The COMMON-LISP package contains the primitives of the Common Lisp system as defined by this specification. Its external symbols include all of the defined names (except for defined names in the KEYWORD package) that are present in the Common Lisp system, such as car, cdr, *package*, etc. The COMMON-LISP package has the nickname CL.
The COMMON-LISP package has as external symbols those symbols enumerated in the figures in Section 1.9 (Symbols in the COMMON-LISP Package), and no others. These external symbols are present in the COMMON-LISP package but their home package need not be the COMMON-LISP package.
For example, the symbol
HELP cannot be an external symbol of the COMMON-LISP package because it is not mentioned in Section 1.9 (Symbols in the COMMON-LISP Package). In contrast, the symbol variable must be an external symbol of the COMMON-LISP package even though it has no definition because it is listed in that section (to support its use as a valid second argument to the function documentation).
In a conforming implementation, an external symbol of the COMMON-LISP package can have a function, macro, or special operator definition, a global variable definition (or other status as a dynamic variable due to a special proclamation), or a type definition only if explicitly permitted in this standard. For example, fboundp yields false for any external symbol of the COMMON-LISP package that is not the name of a standardized function, macro or special operator, and boundp returns false for any external symbol of the COMMON-LISP package that is not the name of a standardized global variable. It also follows that conforming programs can use external symbols of the COMMON-LISP package as the names of local lexical variables with confidence that those names have not been proclaimed special by the implementation unless those symbols are names of standardized global variables.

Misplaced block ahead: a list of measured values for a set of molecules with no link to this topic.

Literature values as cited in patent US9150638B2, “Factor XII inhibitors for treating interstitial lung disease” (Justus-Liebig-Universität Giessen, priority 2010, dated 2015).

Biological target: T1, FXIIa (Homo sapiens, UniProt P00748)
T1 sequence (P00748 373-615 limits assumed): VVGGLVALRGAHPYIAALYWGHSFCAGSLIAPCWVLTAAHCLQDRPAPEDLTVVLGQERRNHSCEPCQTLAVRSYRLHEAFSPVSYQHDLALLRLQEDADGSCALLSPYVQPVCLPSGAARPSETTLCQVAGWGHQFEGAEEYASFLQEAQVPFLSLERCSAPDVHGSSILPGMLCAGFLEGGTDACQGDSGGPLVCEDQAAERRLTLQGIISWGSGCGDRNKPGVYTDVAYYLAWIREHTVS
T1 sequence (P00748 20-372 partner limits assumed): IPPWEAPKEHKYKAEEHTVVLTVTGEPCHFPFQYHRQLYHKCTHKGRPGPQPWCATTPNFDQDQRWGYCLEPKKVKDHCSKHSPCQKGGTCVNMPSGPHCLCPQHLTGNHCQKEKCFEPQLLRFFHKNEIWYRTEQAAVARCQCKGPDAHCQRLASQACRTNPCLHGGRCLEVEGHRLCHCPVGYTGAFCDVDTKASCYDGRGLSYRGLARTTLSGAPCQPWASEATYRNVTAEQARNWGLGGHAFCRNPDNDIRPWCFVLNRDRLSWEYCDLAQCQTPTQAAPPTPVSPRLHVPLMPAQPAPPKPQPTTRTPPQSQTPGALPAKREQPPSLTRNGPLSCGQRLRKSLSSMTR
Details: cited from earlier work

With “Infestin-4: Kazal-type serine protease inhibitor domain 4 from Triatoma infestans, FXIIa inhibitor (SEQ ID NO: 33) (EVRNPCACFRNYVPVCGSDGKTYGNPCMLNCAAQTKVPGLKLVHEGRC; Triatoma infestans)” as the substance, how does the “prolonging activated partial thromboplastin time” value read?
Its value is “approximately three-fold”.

A conforming implementation must not place any property on an external symbol of the COMMON-LISP package using a property indicator that is either an external symbol of any standardized package or a symbol that is otherwise accessible in the COMMON-LISP-USER package.
Binding or altering its value (lexically or dynamically). (Some exceptions are noted below.)
Defining it as a structure (via defstruct).
Defining it as a symbol macro.
Altering its home package.
Tracing it (via trace).
Removing it from the COMMON-LISP package.
Defining, undefining, or binding its setf function name.
Binding it as a catch tag.
If an external symbol of the COMMON-LISP package is not globally defined as a standardized dynamic variable or constant variable, it is allowed to lexically bind it and to declare the type of that binding, and it is allowed to locally establish it as a symbol macro (e.g., with symbol-macrolet).